Same on the day: whether you need a cup of tea, a sweater, somewhere safe to put your overnight bag, or twenty minutes' guaranteed solitude, ask. I like to see the actual room, if it's possible, so I know what I'll be walking into, and I definitely want to know if I'll be introduced by someone, who's doing the "housekeeping" (fire exits etc.) and what happens at the end of the hour.
And don't be afraid to refuse, politely, what will hamper your performance: no, you don't have to lug a laptop, or shift chairs, or give way to another author's desire for changes that disadvantage you. Of course you may choose to: small-venue events, especially, often feel very collaborative and you may be happy to muck in. But always prioritise the core reason for the audience to be there: you and your book's performance.
That is not "being a diva", that is simply being a professional. Having said that, demanding that the box-office intern spends an hour picking the orange M&Ms out of the bowl in the greenroom is not the way to get yourself asked back when your next book is out.
Reading your work. Your work was written to be "read" in the reader's head, not performed in character by an actor, so as long as you transmit it clearly and intelligently, that's good enough. But not every writer naturally reads aloud well, and there's no denying that the better the reader, the better the book "sells" - and the better it may sell off the bookstall afterwards.
The Society of Authors sometimes holds "Giving a Reading" workshops for members, and there will be an acting teacher near you happy to help with diction, breathing, posture and how to relax enough to let your understanding of the story - you did write it, after all - flex and power your voice. If you fear being paralysed with nerves, or your diction is genuinely a problem, getting some help will boost your confidence - which will help in itself.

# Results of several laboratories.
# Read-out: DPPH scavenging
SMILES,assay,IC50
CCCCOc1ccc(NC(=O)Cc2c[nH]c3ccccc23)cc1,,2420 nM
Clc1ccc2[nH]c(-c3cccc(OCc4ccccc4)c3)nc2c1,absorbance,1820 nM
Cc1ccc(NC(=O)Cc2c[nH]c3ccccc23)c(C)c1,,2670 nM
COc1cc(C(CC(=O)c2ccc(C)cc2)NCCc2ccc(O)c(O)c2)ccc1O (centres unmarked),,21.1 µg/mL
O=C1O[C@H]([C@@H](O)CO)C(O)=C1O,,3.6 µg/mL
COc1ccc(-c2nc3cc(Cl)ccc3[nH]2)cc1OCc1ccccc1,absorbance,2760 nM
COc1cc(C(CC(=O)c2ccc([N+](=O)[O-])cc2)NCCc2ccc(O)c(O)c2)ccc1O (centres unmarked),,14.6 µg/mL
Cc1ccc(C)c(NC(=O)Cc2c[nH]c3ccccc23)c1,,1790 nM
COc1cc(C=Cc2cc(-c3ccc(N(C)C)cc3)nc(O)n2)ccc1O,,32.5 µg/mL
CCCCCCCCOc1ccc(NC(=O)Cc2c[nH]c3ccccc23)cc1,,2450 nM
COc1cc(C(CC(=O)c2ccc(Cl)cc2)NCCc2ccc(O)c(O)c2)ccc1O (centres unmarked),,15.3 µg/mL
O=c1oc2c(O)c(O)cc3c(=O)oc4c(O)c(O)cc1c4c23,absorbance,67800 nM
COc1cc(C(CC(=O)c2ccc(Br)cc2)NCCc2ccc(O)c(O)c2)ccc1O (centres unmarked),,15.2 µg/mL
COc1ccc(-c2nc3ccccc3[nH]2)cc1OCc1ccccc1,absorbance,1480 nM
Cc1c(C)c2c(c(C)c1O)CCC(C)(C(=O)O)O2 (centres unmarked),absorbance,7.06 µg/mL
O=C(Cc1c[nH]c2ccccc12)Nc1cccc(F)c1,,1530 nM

If your book has raw things in it or you feel painfully exposed by having a live, whites-of-their-eyes audience, carefully choose safe sections and practise them until they loose their sting. I'd always suggest editing and practising, anyway, but perhaps it's even more important when you're worried that the emotional content might ambush you. Even so, if you really do lose it, I can guarantee the audience will be kind.
What chiefly embarasses an audience is that you are embarrassed, so acknowledge your upset, take a moment to get your breath, blow your nose, drink water, or even apologise and stop. To be cynical - but also I hope helpful - the audience will love you more, because they come to events to feel the actual life in an author and their book - and you've just given them that in spades.
Acknowledging the problem cheerfully - even with laughter - also goes a long way with coping with the hammering next door, the wind rattling the tent, the coughing-fit or the water-spill (Top Tip: pour your water before while you're being introduced, and never fill the glass more than half-full). There should always be some kind of organiser hovering, but all of these are more easily dealt by a chair-person or interviewer.